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This instructable will show you a super-simple way of programming your Arduino Uno to play a simple midi-tune (in this case “You Are My Sunshine”). I used a few items in my Arduino Starter Kit, a Chromebook and the free cloud-based Arduino IDE, Codebender.

I just recently caught the Arduino bug and was only a few projects into my Arduino Starter Kit Project Book when my 2 year old niece’s favorite toy suddenly stopped working. Well, anyone with a 2 year old knows, broken toys can wreak havoc on a household. The toy in question was a colorful little smiling plastic sun that beeped out the melody to “You Are My Sunshine”, her favorite song! My sister scoured the nearby stores and searched endlessly online for a new one, but to no avail. So, with a few hours before my weekly visit with the fam I decided I would try putting my new Arduino knowledge to the test. I skipped ahead through my project book, did a little online research and in no time had my Arduino ready to play “You Are My Sunshine” at the push of a button. The visit was a success and my niece smiled and danced as we sang along.

So...what do you need?
(Being a relative newbie, I used the basics right out of the starter kit-if you are more experienced and just want the code it can be found here: https://codebender.cc/sketch:115114)

  • 1 Arduino Uno Project Board
  • 1 piezo capsule
  • 3 jumper wires (1 long black one, 1 really short one and 1 medium one- these 2 can be any color)
  • 1 USB cable
  • 1 USB-AC adapter (optional)
  • A Computer (or Chromebook)
  • An Arduino IDE (I used Codebender, get it here for free: Codebender)

Note: A piezo reads and plays music in terms of Hertz (Hz) so if you would like to try writing your own favorite diddy in code it’s helpful to have a chart of Music Frequencies. I found a good one here: (Physics of Music Notes). I rounded the Hz up or down to the nearest whole number for the code and it seemed to produce a good quality tone. In addition, it’s helpful to have the midi-sheet music of the song, I found mine here: (You Are My Sunshine).*

*Copyright info: 1940 and 1977 by Peer International Corporation, Creative Commons Attribute 3.0, You are free to: Share — copy and redistribute the material in any medium or format, Adapt — remix, transform, and build upon the material for any purpose, even commercially.

Step 1: Build Your Circuit

  • Ground your Arduino Uno by placing one end of the black jumper wire in the GND pin on the Arduino and the other end in the ground (-) bus line on the breadboard.
  • Place the piezo capsule on your breadboard. (I put the pins in E 3 and 7)
  • Attach one end of the piezo (E3) to ground using a small jumper wire.
  • Attach the other end of the piezo (E7) to pin 12 on your Arduino with the medium wire.

Step 2: Write Your Sketch (Code)

I searched for a pre-existing sketch of this particular song, but I couldn’t find one. Then I thought maybe I could edit an existing sketch of a different tune, but all of the ones I found were quite complex-many with over a hundred lines of code (not to mention a much more complex circuit!) With limited time and experience, I wanted to write as simple and short a code as possible, so I opted to put all of the notes in succession on one line of code. The only problem with that was each tone would be played with the same value (duration) and you couldn’t include rests (pauses). To combat this issue I used 4/4 time and assigned a single beat, or quarter note, to each tone. So if a particular note in the song was to be held out for 3 beats (or a dotted half note) I simply entered that note 3 times. For instance if middle C (262) needed to be held out for 2 beats, I entered it twice. The piezo doesn’t separate identical notes in succession so this made a half-note!) To account for rests I extended the length of the previous note to fill the space. I actually first entered rests as a 0, assuming 0 Hz would equal no sound-but it instead made a horrible buzzing noise! Okay, so here’s the code!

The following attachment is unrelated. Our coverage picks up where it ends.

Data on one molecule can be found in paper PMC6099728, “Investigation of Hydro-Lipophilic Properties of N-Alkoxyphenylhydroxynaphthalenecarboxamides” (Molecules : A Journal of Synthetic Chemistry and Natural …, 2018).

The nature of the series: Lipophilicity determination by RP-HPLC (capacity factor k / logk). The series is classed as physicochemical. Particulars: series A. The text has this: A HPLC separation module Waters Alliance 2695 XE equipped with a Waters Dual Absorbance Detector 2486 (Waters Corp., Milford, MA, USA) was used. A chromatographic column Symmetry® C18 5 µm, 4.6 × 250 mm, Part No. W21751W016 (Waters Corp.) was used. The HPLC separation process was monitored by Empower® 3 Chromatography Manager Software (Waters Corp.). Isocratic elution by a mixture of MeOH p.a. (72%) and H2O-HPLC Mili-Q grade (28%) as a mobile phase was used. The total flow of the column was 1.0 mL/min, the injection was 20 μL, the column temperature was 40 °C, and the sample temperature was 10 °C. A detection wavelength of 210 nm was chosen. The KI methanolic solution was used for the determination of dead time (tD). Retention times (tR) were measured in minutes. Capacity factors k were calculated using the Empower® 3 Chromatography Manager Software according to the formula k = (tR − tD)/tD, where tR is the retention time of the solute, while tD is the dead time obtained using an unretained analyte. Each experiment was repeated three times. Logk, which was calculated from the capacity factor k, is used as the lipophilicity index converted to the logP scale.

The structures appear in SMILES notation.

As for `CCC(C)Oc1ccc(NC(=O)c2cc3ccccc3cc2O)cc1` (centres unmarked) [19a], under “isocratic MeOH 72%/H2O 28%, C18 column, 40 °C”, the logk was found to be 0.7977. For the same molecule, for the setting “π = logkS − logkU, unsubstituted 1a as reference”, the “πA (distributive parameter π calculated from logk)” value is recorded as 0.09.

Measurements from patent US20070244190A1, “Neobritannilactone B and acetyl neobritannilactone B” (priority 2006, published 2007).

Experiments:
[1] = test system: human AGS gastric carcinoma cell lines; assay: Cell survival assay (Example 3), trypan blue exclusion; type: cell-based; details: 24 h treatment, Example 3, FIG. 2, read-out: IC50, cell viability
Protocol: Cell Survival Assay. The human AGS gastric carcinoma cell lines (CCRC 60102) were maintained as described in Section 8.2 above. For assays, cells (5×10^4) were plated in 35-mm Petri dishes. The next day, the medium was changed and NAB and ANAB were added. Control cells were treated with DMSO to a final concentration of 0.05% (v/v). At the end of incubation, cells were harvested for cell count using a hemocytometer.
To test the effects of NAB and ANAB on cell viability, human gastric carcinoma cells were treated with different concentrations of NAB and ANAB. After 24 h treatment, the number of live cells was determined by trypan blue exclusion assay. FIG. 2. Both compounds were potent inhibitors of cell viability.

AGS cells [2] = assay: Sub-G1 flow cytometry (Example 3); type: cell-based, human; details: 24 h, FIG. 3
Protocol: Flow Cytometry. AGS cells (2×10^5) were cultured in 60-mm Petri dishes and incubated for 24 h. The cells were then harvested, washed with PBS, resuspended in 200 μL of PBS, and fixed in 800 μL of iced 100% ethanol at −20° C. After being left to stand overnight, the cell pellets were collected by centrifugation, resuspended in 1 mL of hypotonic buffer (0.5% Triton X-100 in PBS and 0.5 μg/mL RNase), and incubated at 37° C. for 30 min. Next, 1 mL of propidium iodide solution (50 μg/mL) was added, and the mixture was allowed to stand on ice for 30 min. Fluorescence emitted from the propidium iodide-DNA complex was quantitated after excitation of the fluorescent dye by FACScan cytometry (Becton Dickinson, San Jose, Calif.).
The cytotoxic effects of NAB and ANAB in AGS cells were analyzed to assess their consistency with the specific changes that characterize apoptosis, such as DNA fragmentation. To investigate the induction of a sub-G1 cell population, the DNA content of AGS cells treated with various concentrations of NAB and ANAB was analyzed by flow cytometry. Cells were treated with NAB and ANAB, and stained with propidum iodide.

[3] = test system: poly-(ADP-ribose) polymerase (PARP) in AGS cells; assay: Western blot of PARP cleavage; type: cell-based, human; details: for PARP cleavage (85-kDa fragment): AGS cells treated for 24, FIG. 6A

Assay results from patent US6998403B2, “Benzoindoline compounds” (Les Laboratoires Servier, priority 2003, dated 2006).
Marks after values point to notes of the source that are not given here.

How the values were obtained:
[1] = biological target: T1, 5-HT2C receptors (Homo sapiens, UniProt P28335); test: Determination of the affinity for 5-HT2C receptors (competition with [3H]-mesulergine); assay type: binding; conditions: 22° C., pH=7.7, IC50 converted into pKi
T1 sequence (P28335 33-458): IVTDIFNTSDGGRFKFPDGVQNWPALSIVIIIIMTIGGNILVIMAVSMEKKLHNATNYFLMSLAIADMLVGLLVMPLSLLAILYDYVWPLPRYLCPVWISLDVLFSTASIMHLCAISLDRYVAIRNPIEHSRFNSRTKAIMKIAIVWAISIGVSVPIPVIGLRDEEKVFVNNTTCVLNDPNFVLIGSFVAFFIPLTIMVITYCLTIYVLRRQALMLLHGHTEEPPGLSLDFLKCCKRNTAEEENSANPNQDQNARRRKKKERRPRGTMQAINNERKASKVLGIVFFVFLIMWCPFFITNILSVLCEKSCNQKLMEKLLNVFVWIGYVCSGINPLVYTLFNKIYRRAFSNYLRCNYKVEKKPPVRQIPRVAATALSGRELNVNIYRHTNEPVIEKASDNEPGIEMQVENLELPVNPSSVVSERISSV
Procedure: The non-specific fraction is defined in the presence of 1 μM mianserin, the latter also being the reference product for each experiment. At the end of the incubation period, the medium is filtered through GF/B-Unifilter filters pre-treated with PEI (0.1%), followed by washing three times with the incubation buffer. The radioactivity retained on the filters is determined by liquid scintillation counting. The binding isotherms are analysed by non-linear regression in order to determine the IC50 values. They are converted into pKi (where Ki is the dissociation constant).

1 int speakerPin = 12;
2

3 int numTones = 62;

4 int tones[ ] = {587, 784, 880, 988, 988, 988, 988, 988, 988, 988, 932, 988, 784, 784, 784, 784, 784, 784, 784, 880, 988, 1047, 1047, 1319, 1319, 1319, 1319, 1175, 1047, 988, 988, 988, 784, 880, 988, 1047, 1047, 1319, 1319, 1319, 1319, 1175, 1047, 988, 988, 784, 784, 784, 784, 880, 988, 988, 988, 1047, 880, 880, 880, 988, 784, 784, 784, 784};

5 // You are my sunshine

6

7 void setup()

8 {

9 for (int i = 0; i < numTones; i++)

10 {

11 tone(speakerPin, tones[i]);

12 delay(290);

13 }

14 noTone(speakerPin);

15 }

16

17 void loop()

18 {

19 }

You can copy and paste, print it and enter the code yourself, grab it from Codebender or try it out right here on this instructable, see below! Want a different song? Just replace the numerical code on line 4 with your own, edit the total number of tones on line 3 and adjust the tempo with the delay value on line 12.

    Step 3: Upload Your Sketch to Your Arduino

    Connect your Arduino to your computer via USB and upload the sketch to your Arduino! The code is written to play the tune once and stop-to hear it again just push the reset button. Congratulations! Now you can take your musical creation anywhere and share it with anyone! If you don’t have a portable device to supply power on the fly, just take along your USB/AC adapter and plug and play! Enjoy!

    Thanks for checking out my first instructable!

    <p>This looks like a fun project. Thanks for sharing! I hope we see more from you in the future!</p>
    <p>Thank you!</p>

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